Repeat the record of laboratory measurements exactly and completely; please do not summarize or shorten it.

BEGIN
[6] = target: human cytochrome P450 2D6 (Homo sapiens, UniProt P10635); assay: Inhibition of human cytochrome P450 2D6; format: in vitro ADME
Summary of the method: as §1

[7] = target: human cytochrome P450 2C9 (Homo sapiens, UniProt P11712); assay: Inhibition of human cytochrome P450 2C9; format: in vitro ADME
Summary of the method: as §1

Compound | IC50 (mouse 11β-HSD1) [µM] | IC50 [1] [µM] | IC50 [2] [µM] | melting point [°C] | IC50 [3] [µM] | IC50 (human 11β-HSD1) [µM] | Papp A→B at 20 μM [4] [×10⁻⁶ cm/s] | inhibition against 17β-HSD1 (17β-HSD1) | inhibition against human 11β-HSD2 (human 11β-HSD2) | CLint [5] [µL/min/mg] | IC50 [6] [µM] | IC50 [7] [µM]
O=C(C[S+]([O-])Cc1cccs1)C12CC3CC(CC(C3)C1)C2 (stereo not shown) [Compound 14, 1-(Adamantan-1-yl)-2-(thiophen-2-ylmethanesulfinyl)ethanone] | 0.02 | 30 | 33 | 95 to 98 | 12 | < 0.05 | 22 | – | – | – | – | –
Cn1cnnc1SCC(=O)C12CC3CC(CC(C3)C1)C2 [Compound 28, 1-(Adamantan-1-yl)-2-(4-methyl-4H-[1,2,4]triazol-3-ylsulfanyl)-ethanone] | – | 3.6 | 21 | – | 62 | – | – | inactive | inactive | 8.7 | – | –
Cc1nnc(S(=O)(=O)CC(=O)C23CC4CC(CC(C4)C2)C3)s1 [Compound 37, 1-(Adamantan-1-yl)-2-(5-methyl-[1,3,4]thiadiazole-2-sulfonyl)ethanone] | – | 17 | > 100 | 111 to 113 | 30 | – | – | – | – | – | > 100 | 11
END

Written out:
[6] = target: human cytochrome P450 2D6 (Homo sapiens, UniProt P10635); assay: Inhibition of human cytochrome P450 2D6; format: in vitro ADME
Summary of the method: as §1

[7] = target: human cytochrome P450 2C9 (Homo sapiens, UniProt P11712); assay: Inhibition of human cytochrome P450 2C9; format: in vitro ADME
Summary of the method: as §1

Compound | IC50 (mouse 11β-HSD1) [µM] | IC50 [1] [µM] | IC50 [2] [µM] | melting point [°C] | IC50 [3] [µM] | IC50 (human 11β-HSD1) [µM] | Papp A→B at 20 μM [4] [×10⁻⁶ cm/s] | inhibition against 17β-HSD1 (17β-HSD1) | inhibition against human 11β-HSD2 (human 11β-HSD2) | CLint [5] [µL/min/mg] | IC50 [6] [µM] | IC50 [7] [µM]
O=C(C[S+]([O-])Cc1cccs1)C12CC3CC(CC(C3)C1)C2 (stereo not shown) [Compound 14, 1-(Adamantan-1-yl)-2-(thiophen-2-ylmethanesulfinyl)ethanone] | 0.02 | 30 | 33 | 95 to 98 | 12 | < 0.05 | 22 | – | – | – | – | –
Cn1cnnc1SCC(=O)C12CC3CC(CC(C3)C1)C2 [Compound 28, 1-(Adamantan-1-yl)-2-(4-methyl-4H-[1,2,4]triazol-3-ylsulfanyl)-ethanone] | – | 3.6 | 21 | – | 62 | – | – | inactive | inactive | 8.7 | – | –
Cc1nnc(S(=O)(=O)CC(=O)C23CC4CC(CC(C4)C2)C3)s1 [Compound 37, 1-(Adamantan-1-yl)-2-(5-methyl-[1,3,4]thiadiazole-2-sulfonyl)ethanone] | – | 17 | > 100 | 111 to 113 | 30 | – | – | – | – | – | > 100 | 11